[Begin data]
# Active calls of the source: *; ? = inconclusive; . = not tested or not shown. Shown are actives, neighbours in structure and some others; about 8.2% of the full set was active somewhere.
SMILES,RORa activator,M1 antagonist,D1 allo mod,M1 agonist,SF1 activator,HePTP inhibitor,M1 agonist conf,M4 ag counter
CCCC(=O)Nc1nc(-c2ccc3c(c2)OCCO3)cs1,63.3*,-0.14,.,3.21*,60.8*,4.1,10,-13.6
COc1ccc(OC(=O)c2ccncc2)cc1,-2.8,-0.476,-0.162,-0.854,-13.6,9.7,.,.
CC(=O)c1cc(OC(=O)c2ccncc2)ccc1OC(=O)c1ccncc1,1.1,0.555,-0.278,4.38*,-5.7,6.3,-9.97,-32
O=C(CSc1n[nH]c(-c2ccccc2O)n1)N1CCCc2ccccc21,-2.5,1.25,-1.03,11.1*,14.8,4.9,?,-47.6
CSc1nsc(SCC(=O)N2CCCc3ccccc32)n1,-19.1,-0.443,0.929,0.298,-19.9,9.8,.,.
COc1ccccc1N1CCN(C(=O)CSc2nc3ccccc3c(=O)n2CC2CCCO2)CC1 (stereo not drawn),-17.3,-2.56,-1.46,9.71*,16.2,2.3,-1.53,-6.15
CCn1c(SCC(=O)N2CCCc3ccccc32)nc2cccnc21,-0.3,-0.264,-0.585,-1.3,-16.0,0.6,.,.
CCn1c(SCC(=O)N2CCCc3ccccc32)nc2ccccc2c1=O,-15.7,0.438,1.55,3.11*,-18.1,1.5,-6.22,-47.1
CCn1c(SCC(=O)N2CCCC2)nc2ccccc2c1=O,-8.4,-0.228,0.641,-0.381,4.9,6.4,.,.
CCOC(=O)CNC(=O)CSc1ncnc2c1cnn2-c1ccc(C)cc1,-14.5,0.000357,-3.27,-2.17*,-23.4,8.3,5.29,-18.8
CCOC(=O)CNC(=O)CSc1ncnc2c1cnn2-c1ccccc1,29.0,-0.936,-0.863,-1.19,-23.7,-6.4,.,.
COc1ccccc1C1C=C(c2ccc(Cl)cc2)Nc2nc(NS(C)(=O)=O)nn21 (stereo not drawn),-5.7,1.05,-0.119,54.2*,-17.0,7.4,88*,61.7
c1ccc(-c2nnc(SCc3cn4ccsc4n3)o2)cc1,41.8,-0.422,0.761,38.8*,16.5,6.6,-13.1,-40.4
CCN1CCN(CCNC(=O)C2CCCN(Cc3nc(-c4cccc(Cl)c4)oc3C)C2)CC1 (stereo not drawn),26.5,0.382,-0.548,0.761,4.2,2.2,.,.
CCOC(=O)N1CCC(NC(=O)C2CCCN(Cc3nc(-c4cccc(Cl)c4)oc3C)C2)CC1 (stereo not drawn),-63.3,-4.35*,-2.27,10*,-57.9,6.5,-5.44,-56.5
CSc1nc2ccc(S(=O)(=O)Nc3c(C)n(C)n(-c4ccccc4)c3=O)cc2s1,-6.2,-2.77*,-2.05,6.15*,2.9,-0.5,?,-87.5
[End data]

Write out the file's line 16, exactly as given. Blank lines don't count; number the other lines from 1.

CCN1CCN(CCNC(=O)C2CCCN(Cc3nc(-c4cccc(Cl)c4)oc3C)C2)CC1 (stereo not drawn),26.5,0.382,-0.548,0.761,4.2,2.2,.,.